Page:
Obese men SHED-IT and get an unexpected boost

Oct 21 2013

Professor Clare Collins

An internationally-recognised University of Newcastle weight loss program tailored specifically for men has produced a benefit that is likely to be a powerful motivator to shed the excess kilos – improved erectile function.

The low-cost SHED-IT (Self Help Exercise and Diet Using IT) program motivates men to lose weight using a range of resources including the internet, a DVD and printed materials, without requiring face-to-face contact.

Currently 68 per cent of Australian men are overweight or obese and erectile dysfunction is associated with both risk of cardiovascular disease, type 2 diabetes and poorer quality of life in these men. Although one in five Australian men experience erectile dysfunction, only 30 per cent seek medical help.

Professor Clare Collins, Co-Director of the University of Newcastle’s Priority Research Centre for Physical Activity and Nutrition, said the SHED-IT program was tailored for men and designed based on the physiology and psychology of blokes.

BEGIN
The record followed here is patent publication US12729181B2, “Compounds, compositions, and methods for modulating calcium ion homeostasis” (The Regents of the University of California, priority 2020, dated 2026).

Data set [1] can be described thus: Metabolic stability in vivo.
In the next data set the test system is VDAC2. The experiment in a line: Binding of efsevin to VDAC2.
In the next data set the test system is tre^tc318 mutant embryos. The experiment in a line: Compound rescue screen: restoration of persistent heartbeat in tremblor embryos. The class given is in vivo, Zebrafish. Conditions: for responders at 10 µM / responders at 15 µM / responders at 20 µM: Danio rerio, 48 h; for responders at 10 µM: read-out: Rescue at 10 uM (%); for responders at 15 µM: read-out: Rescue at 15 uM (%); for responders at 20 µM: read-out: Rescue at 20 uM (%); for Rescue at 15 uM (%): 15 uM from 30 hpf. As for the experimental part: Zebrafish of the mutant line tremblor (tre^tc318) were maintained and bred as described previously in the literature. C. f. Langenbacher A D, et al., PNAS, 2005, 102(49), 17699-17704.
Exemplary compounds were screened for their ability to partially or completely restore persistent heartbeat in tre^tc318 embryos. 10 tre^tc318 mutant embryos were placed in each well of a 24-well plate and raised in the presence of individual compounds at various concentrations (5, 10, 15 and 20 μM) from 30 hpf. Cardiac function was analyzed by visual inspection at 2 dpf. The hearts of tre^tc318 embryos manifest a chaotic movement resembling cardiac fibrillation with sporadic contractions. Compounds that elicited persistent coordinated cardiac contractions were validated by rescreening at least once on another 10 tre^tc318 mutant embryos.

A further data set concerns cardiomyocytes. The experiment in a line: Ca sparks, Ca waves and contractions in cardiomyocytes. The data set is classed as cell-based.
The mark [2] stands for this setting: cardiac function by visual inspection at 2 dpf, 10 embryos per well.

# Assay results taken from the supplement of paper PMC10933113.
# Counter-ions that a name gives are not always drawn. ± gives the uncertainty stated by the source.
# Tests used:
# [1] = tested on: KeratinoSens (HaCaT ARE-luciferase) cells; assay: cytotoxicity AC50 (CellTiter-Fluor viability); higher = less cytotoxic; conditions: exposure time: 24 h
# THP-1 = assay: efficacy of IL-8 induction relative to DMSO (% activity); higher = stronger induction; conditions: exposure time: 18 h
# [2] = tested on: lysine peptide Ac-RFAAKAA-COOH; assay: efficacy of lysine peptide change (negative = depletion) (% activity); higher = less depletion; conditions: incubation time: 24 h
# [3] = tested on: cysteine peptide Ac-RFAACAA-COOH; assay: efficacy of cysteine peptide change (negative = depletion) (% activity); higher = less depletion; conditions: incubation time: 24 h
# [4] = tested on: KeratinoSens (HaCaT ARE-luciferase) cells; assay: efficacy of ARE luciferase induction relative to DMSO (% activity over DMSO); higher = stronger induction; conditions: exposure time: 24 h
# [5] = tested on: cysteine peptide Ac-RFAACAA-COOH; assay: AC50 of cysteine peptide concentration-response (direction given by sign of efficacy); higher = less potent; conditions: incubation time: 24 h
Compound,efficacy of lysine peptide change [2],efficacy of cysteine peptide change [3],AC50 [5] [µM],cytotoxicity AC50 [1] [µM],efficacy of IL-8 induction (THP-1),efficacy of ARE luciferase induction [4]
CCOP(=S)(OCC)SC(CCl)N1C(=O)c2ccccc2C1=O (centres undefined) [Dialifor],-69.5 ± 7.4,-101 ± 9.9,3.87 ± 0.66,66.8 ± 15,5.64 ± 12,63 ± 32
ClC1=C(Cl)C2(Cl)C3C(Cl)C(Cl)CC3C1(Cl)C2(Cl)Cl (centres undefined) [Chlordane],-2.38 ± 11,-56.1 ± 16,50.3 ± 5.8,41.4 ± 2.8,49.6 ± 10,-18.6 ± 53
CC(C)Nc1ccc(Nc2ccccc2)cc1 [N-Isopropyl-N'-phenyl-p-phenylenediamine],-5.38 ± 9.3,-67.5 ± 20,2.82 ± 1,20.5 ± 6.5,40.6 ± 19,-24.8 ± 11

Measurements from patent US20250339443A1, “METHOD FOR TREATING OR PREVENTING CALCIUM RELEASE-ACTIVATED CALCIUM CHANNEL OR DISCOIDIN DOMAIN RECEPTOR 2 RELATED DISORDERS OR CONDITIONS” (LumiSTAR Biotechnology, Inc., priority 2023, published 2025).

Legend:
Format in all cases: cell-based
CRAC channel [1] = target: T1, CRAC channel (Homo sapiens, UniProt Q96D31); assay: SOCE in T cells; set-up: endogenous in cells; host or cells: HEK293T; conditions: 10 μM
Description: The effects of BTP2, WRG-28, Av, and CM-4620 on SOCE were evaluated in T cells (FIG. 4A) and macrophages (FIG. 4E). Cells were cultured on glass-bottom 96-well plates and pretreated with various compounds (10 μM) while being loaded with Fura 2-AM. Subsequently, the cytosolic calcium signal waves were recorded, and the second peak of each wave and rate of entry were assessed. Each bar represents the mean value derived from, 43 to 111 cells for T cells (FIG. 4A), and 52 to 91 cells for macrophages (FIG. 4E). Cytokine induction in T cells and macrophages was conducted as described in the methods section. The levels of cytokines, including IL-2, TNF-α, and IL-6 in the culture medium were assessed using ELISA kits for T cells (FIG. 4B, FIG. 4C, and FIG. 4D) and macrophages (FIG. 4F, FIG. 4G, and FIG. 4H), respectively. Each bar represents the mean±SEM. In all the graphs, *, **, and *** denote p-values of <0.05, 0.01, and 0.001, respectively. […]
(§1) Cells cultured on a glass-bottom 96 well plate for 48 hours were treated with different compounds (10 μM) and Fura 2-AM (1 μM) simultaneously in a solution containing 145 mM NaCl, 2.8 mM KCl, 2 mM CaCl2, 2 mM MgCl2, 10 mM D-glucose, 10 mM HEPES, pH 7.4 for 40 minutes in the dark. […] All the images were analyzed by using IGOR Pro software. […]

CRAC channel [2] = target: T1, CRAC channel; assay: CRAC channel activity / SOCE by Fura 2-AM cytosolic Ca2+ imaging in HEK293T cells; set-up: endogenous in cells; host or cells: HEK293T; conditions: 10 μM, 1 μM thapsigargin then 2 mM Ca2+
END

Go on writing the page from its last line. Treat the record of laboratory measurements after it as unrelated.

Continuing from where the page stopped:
“The idea of SHED-IT is for men to learn that making positive changes to their daily food and exercise habits means they can still have a beer, and other things they enjoy, while getting their weight under control,” Professor Collins said.

The randomised controlled trial studied 145 sexually active overweight/obese men. Erectile function was assessed using the validated International Index of Erectile Function-5 (IIEF-5) questionnaire which assesses factors such as confidence, frequency of experience and degree of difficulty.

“Erectile function was compared between men participating in the SHED-IT program and the control group. Both groups were assessed at the beginning of the study and three and six months later. The results showed that men participating in SHED-IT lost weight but also experienced an improvement in their erectile function. Even men without sexual dysfunction prior to SHED-IT experienced some improvement in their erectile performance following weight loss.

“This outcome is likely to be a strong motivator for men who need to lose a few kilograms and has the potential to be used in strategies designed to engage men in weight loss attempts.”

* The SHED-IT program was pilot-funded by HMRI supporters, the Thomson family. The team behind this study includes Professor Clare Collins, Professor Philip Morgan, Professor Ron Plotnikoff, Professor Robin Callister, Mr Myles Young and Dr Megan Jensen. University of Newcastle health researchers work in collaboration with HMRI – a partnership between the University of Newcastle, Hunter New England Health and the community.